Late at night on Christmas Eve during Columbus’ first exploratory voyage, the Santa Maria’s tired captain left a cabin boy at the ship’s helm.
Despite the mild weather, the young boy did not notice the currents softly carrying the Santa Maria onto a sandbank until it was stuck fast. Unable to free the ship, Columbus stripped it of timber which he used to build the fort ‘La Navidad’, named for Christmas Day when the Santa Maria had wrecked. La Navidad was the first European colony in the New World.
5. George Washington guides 24,000 troops across the Delaware River (1776)
By late 1776, having suffered a series of defeats and a drop in his troops’ morale during the American Revolutionary War, Washington was desperate for a victory. Early on Christmas morning, he guided 24,000 men across the Delaware River into New Jersey where German soldiers held the city of Trenton.
Reaching the far side of the half-frozen river, Washington’s troops attacked the surprised Germans and took the city. However, there weren’t enough of them to hold it, so Washington and his men crossed back over the river the following day.
Nonetheless, the river crossing was a rallying cry for American troops and Washington’s daring was immortalised in a painting by German-American artist Emanuel Leutze in 1851.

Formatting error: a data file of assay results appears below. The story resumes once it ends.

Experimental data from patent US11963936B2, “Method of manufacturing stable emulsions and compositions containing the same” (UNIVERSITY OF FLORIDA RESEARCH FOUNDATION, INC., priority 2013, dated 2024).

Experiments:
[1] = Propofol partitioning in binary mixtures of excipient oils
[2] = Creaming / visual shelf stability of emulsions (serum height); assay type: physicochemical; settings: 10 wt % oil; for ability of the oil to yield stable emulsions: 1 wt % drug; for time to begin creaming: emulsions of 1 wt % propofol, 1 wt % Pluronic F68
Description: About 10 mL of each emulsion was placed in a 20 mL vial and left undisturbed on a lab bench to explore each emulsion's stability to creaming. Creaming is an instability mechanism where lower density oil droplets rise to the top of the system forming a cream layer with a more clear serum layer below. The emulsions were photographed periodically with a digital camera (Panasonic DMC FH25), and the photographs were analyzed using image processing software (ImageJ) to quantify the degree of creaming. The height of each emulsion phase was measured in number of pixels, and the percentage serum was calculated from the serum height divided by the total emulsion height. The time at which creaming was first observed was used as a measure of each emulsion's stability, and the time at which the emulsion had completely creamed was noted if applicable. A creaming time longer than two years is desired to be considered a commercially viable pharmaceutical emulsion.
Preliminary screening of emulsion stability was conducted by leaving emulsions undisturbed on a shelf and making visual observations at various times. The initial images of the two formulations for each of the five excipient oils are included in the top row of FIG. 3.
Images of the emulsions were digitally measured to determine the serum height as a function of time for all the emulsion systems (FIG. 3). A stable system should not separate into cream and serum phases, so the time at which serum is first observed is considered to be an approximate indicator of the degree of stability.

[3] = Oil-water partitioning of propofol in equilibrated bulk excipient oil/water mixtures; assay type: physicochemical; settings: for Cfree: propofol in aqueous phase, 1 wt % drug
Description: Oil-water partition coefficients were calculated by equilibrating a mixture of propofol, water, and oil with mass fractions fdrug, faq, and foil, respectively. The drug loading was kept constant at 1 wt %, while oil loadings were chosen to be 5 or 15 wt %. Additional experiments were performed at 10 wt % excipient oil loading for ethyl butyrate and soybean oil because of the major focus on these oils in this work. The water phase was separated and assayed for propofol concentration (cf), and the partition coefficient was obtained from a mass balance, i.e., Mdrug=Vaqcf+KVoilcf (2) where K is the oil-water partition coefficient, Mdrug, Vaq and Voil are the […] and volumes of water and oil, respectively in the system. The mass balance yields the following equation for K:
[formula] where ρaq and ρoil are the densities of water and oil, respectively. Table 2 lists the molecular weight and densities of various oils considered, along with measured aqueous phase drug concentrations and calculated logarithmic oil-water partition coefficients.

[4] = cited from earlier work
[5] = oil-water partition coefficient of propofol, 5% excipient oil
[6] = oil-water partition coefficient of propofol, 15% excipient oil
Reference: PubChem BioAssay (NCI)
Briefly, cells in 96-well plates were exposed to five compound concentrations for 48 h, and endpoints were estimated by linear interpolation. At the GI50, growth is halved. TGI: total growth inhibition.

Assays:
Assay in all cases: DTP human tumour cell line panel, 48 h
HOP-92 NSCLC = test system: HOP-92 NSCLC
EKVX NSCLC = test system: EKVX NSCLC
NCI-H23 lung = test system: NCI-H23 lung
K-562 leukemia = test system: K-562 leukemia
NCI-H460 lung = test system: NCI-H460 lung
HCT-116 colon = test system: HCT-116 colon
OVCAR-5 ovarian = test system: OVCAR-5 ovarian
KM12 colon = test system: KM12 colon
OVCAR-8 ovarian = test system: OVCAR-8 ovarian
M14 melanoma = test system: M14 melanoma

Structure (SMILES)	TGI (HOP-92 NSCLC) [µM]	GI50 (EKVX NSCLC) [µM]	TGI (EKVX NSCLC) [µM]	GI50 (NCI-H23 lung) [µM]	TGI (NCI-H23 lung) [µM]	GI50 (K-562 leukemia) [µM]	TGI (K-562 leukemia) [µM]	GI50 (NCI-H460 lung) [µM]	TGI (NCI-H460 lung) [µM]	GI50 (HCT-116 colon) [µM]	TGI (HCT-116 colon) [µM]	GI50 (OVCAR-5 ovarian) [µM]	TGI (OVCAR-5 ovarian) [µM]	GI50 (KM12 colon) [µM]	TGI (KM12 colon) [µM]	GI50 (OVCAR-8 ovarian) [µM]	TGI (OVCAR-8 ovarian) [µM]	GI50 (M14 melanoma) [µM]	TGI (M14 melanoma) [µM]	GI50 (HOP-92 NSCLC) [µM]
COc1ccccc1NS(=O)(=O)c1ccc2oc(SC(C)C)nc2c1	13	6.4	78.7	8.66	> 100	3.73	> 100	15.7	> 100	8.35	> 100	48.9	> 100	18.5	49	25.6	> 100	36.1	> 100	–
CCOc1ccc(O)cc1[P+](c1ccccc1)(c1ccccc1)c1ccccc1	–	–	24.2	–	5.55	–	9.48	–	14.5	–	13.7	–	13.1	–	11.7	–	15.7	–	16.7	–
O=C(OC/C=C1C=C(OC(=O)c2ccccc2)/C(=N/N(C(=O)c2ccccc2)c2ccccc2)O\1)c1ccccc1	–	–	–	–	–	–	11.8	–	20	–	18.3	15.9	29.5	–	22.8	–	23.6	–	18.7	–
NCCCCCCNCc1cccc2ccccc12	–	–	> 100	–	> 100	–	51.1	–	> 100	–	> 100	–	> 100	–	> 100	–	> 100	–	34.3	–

6. US President Andrew Johnson pardons all Confederate soldiers (1868)
Following the American Civil War, there had been much debate over what to do with Confederate soldiers, whose loyalty to the United States lay in question.
Johnson’s blanket amnesty was in fact the fourth in a series of post-war pardons since the conflict ended in 1865. Yet those earlier pardons only included specific officers, government officials and those holding property over $20,000.
Johnson issued his Christmas pardon to “all and every person” who had fought against the United States – an unconditional act of forgiveness that marked a move towards reconciling a divided nation.
7. Opposing British and German troops hold a Christmas Truce (1914)
On a bitter Christmas Eve along the Western Front of World War One, men of the British Expeditionary Force heard German troops singing carols, and saw lanterns and small fir trees decorating their trenches. The British soldiers responded by singing carols of their own before soldiers on both sides braved ‘No Man’s Land’ to greet one another.